A 2008 study by Lambert and Dollahite examined how the faith of couples impacted their marital commitment. [36] Analysis indicated that these couples’ religious beliefs and practices lead to three specific processes by which their commitment to their marriage was strengthened. These processes involved including God as the third cord in their marriage, an inclusion that binds couples to each other with strong ties; believing in marriage as a religious institution that can and should last; and finding meaning in committing to marriage. Overall, Lambert and Dollahite were able to show several connections between the couples’ beliefs and practices and their marital commitment by researching how couples’ religion helps them resolve conflict, how their religious faith promotes fidelity, and how their faith directly impacts their marital commitment.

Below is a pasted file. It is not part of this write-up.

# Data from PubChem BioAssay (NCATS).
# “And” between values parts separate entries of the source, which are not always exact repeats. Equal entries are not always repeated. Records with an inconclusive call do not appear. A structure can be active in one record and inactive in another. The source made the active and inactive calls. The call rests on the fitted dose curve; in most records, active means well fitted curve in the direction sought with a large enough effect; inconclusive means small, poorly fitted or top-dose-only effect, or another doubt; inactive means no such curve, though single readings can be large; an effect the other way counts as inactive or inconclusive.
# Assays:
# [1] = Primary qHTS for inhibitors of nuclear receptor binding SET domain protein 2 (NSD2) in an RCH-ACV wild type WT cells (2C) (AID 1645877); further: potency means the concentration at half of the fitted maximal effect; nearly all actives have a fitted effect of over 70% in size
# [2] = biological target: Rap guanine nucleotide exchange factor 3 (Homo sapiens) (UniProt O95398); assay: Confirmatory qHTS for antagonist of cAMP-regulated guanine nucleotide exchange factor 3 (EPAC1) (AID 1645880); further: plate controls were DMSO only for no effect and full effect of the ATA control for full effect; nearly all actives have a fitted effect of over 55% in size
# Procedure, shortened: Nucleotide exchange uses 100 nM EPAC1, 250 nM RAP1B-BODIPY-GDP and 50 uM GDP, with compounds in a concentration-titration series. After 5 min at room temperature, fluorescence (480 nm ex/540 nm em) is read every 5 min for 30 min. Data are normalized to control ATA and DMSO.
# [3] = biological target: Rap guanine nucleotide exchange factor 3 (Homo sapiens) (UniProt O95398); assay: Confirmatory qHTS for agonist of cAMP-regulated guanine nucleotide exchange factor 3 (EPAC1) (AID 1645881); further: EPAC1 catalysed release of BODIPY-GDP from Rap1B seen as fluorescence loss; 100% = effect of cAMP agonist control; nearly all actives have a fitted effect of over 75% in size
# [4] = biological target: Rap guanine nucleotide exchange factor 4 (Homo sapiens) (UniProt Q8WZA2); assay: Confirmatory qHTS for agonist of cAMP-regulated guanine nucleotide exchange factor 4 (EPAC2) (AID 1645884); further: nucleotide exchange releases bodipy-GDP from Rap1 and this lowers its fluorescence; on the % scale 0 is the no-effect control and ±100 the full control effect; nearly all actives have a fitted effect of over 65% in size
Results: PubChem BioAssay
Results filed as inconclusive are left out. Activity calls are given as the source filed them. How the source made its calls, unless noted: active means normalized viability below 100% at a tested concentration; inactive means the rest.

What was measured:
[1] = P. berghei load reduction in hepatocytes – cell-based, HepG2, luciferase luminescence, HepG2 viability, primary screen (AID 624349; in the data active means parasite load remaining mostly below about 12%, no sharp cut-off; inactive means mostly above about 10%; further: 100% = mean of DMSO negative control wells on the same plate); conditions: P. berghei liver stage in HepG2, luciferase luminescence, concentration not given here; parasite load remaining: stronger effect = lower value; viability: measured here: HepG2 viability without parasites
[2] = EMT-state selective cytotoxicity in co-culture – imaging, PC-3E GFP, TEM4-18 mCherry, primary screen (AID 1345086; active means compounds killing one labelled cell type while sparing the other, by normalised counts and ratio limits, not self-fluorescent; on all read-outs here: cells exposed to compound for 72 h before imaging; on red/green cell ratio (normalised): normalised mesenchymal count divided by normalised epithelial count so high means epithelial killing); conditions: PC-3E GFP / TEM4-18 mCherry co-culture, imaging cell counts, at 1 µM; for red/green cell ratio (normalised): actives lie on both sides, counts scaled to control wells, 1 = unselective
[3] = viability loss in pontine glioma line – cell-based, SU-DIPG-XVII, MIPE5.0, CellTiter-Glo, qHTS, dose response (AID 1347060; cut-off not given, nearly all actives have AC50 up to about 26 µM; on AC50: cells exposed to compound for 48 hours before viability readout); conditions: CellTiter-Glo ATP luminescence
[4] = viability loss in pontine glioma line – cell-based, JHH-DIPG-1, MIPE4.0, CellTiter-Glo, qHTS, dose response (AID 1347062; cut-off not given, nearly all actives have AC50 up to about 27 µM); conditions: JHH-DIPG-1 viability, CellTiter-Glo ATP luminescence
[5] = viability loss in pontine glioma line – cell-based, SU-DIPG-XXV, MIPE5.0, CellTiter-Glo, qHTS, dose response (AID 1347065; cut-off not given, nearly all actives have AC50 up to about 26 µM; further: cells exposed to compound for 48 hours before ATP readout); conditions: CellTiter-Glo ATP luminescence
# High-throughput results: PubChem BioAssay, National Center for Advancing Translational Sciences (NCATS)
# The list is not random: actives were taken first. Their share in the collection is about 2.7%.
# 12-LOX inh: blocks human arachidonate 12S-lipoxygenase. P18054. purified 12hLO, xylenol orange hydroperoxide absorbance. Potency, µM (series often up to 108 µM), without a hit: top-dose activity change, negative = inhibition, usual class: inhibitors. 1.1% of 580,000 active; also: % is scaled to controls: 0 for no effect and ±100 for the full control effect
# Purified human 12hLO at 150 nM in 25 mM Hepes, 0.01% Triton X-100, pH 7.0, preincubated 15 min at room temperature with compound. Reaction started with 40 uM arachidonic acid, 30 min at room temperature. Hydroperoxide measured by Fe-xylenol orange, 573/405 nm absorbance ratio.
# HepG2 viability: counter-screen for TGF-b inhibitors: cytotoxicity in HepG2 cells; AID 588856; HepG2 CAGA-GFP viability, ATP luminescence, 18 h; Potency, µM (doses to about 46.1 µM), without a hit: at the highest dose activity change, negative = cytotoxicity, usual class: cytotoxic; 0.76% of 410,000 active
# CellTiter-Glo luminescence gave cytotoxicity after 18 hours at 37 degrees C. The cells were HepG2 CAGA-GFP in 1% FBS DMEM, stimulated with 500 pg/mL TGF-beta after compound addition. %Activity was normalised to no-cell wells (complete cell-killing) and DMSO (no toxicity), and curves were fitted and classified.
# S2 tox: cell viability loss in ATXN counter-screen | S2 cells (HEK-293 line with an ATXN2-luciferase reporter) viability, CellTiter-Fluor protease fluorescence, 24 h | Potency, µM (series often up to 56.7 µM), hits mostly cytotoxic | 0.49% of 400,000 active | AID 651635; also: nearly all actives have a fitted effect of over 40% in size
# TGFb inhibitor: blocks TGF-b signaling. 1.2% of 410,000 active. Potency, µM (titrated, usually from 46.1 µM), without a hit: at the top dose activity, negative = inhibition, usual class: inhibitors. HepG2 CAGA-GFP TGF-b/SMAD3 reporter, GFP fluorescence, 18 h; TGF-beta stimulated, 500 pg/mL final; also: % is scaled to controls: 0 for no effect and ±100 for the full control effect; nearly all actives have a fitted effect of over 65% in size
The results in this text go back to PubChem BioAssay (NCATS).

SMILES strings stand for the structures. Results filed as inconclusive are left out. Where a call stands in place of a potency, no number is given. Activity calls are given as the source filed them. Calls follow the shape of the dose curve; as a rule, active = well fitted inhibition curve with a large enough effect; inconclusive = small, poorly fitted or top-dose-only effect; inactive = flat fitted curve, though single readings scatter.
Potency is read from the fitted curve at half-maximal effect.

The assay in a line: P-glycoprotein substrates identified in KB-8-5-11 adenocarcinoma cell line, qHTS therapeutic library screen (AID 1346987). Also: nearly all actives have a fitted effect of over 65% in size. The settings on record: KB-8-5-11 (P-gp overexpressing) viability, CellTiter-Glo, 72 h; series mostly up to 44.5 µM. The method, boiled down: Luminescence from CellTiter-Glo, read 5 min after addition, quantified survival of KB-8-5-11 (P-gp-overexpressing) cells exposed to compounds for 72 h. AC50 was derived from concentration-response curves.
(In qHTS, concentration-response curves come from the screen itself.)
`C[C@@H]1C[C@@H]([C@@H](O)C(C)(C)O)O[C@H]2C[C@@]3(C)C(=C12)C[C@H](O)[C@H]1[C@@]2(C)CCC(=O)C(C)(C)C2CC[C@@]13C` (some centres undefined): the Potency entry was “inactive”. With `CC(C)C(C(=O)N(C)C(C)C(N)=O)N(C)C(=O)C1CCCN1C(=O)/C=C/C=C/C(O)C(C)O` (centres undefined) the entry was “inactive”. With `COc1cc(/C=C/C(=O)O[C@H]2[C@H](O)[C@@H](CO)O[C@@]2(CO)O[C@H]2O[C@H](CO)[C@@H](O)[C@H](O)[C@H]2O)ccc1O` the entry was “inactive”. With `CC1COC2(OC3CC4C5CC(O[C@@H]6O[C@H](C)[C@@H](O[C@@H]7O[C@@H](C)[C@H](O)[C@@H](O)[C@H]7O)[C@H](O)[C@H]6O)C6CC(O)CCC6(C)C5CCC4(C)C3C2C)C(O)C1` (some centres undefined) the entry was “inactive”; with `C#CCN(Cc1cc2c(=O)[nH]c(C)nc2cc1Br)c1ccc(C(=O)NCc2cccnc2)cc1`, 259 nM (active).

Based on the data from the American Families of Faith Project, Marks and Dollahite (2011) analyzed data from all 184 couples. In their analysis of the interviews, they found eight specific ways these couples saw their religious faith impacting their marriages.

1. Sacred, meaningful family rituals and practices that unify the marriage and family

2. A shared belief system and worldview

3. A view of God as the “third cord” in their marriage which binds couples to each other with strong ties

4. A specific belief in marriage as a religious institution that can and should last

5. A focused effort to find meaning in committing to marriage